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The Precarious Reign of the Honeycrisp Apple

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The gist of why it's precarious:

But the Honeycrisp is also a “finicky" apple, Merwin said. Honeycrisp growers estimate that it costs two to three times as much to produce as do top-sellers like Fuji and Gala. Originally bred in Minnesota, the Honeycrisp tree prefers colder climates, where the season only lasts between September and December. The fruit itself is delicate and, as a result, doesn't store well long-term. “If you drop an apple two inches, it's bruised," Merwin said.

This partly explains why, while your standard “low-grade" apples such as Red Delicious, Gala or Fuji sell wholesale for roughly $100 a bin (800 to 1,000 pounds of apples), Honeycrisps go for about four times that. Top that with a markup of two or three times the wholesale cost—more than $3 a pound, compared to about $1.50 for Red Delicious—and they're still one of the most profitable items in the supermarket.


It's not yet clear how long the Honeycrisp can sit in storage before it starts to lose flavor and texture. Demand is still so great that the apples sell before they go bad. In this sense, an apple breed's hype is a self-fulfilling prophecy: If you can get your hands on a Honeycrisp, it will taste fresh and good. Meanwhile, the Galas one bin over might have been in storage for months—and taste like it.

The Gala was 2015's most popular apple, but it now takes an extra year to sell the annual crop. According to Merwin, the fruit should not be in storage for more than three or four months. “It's an aromatic apple," he said. “It will look like a really good Gala, but if it's eight or 10 months, it won't have the flavor."

Recently, some experts have started to warn against planting new Honeycrisp trees, which will take about eight years to reach full production while sturdier varieties enter the marketplace. They predict the Honeycrisp will inevitably oversaturate the market and prices will come crashing down—just like they did for the Red Delicious.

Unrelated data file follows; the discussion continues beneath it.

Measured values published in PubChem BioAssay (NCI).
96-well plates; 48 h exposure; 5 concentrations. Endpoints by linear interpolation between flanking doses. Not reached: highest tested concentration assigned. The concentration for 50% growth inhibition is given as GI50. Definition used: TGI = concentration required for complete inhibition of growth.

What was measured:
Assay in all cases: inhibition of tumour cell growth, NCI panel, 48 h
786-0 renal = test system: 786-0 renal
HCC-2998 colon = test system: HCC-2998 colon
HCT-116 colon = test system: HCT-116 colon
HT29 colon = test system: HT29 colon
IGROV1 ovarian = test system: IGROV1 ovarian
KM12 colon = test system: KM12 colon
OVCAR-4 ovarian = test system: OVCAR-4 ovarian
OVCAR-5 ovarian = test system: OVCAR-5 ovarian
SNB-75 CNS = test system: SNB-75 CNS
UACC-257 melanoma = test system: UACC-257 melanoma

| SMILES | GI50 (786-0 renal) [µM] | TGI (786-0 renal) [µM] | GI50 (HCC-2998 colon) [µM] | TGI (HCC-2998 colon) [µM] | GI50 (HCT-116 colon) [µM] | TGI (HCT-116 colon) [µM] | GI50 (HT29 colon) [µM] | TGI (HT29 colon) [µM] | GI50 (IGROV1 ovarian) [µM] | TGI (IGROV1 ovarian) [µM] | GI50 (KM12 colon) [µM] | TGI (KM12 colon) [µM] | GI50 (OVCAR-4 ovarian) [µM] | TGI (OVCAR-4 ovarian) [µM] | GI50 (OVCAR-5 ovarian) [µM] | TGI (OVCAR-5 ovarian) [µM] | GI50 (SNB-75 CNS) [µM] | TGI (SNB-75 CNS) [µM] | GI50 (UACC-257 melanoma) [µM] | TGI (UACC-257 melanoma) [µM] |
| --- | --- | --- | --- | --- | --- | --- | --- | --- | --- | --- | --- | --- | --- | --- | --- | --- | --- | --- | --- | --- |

The success of the Honeycrisp ushered in a new wave of designer apple breeds like Ambrosia, Jazz, Cosmic Crisp, Ruby Frost and Snap Dragon. 

But it would be premature to say any one of these catchy-named upstarts will permanently unseat the Honeycrisp. “Apple varieties and fruit varieties are a fashion," said Courtier. “Varieties come and varieties go."

It is safe to say, however, that the next big thing in apples will share the Honeycrisp's signature crunch. “The crisp gene of Honeycrisp is the one that changed the game. That's when people decided they wanted their apples to be crunchy," said Jacobson. “In 15 to 20 years, just about every apple you buy at the grocery store will be crunchy like a Honeycrisp."

Just as important, the Honeycrisp brought back consumers who had been turned off by stale apples, reinvigorating the industry as a whole. The newfound interest in high-quality produce paved the way for small, local producers like Merwin, whose apples will never sit in storage. “Our country has gone through an incredible awakening about food," he said. “Half the growers I know wouldn't be in business if it weren't for that."

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